As a young girl growing up in the environs of Paris, Emmanuelle Charpentier was encouraged by her father, a park manager, and her mother, working in psychiatry, to explore her own academic interests, which were many. “I was a serious student,” she recalls, “but I was interested in a number of things. I liked pure science and mathematics, but I was also interested in the human sciences — psychology, sociology and philosophy.” She also remembers her father teaching her the Latin names of many plants. “Maybe this influenced me to pursue science,” she says with a laugh.
Charpentier went to the Pierre and Marie Curie University for her undergraduate and graduate studies, receiving a degree in biochemistry in 1991 and a PhD in microbiology in 1995. When Charpentier announced to her family that she would be doing her graduate research at the Pasteur Institute, her mother wasn’t surprised. “She told me that when I was around 12 years old, I had announced that I would be working there one day,” she recalls.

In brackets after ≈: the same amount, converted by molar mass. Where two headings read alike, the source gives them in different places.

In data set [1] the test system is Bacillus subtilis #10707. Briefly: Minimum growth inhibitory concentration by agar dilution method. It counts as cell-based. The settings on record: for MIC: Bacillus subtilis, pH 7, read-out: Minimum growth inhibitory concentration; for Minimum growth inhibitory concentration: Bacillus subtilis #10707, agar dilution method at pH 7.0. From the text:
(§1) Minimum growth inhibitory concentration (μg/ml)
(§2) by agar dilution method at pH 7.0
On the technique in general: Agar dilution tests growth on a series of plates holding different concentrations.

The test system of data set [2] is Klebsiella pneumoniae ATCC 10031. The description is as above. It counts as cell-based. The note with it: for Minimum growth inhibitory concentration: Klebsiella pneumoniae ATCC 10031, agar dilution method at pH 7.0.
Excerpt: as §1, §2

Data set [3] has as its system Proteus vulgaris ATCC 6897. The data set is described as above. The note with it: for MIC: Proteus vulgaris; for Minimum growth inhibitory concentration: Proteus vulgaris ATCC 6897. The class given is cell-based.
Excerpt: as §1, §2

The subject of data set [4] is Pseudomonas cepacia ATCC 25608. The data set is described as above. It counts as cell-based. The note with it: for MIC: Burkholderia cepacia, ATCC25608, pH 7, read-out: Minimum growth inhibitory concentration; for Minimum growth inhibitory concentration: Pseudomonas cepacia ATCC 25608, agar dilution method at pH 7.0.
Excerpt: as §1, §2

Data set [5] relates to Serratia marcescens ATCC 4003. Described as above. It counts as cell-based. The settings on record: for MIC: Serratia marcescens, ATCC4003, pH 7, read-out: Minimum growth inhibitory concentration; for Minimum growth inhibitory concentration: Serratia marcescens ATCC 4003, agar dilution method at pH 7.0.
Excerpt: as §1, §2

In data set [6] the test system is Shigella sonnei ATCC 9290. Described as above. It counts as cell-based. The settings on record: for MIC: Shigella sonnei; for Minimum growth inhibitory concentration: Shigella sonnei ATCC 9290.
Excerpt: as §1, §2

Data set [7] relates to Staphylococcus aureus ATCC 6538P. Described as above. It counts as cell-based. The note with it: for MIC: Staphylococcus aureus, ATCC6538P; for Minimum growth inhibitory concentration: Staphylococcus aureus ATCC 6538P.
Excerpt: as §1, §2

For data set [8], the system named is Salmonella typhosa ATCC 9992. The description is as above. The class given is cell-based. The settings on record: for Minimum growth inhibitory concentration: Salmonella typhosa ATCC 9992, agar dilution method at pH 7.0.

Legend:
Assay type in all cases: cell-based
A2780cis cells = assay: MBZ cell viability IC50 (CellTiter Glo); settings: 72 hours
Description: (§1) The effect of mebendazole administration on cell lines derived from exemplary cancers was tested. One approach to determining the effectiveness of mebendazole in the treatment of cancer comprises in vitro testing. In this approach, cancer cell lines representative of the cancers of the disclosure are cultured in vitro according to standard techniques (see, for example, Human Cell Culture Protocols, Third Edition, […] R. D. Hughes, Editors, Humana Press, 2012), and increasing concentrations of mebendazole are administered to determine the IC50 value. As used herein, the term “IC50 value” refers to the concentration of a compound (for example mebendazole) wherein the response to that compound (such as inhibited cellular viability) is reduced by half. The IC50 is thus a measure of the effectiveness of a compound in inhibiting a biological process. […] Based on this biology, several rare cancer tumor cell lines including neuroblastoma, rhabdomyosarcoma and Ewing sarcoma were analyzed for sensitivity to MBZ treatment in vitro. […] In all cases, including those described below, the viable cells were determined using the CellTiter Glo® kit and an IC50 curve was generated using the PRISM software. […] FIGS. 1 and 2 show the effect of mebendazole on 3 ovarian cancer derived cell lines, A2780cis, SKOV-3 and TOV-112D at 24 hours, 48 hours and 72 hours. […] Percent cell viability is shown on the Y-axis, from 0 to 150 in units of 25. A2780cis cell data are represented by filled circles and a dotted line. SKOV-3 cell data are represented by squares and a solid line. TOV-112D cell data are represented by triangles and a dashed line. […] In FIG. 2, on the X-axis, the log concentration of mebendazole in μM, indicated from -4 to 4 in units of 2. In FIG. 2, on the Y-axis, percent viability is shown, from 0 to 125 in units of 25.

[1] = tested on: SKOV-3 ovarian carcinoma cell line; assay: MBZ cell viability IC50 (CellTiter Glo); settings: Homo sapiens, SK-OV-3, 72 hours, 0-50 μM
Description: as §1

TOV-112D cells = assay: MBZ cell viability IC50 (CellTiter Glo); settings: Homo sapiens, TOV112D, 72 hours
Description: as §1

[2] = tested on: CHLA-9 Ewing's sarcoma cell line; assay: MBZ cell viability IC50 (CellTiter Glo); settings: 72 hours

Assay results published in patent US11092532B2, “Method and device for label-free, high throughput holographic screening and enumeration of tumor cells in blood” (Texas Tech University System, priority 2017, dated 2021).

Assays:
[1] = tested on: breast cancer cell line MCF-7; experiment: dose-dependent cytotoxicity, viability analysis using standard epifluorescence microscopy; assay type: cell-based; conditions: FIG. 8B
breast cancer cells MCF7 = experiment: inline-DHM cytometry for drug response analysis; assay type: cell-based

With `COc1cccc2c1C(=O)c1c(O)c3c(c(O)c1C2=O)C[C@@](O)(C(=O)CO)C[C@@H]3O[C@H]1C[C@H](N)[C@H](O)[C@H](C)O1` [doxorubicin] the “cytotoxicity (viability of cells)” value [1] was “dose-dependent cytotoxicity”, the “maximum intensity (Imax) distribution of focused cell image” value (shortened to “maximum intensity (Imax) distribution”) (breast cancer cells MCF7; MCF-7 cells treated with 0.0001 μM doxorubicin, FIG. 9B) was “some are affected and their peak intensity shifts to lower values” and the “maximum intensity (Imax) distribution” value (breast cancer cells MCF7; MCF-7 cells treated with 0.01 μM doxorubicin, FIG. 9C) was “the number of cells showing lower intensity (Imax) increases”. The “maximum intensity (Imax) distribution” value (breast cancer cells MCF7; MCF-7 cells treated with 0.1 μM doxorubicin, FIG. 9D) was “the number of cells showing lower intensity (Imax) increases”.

The lab felt immediately like home to Charpentier. She realized that being a research scientist would fit the many aspects of her personality — her curiosity, her intellectual drive for knowledge, her enjoyment of communicating that knowledge to others and working as a team, and her desire to turn complex scientific discoveries into practical applications that would help society. “I was excited about being a scientist,” she says.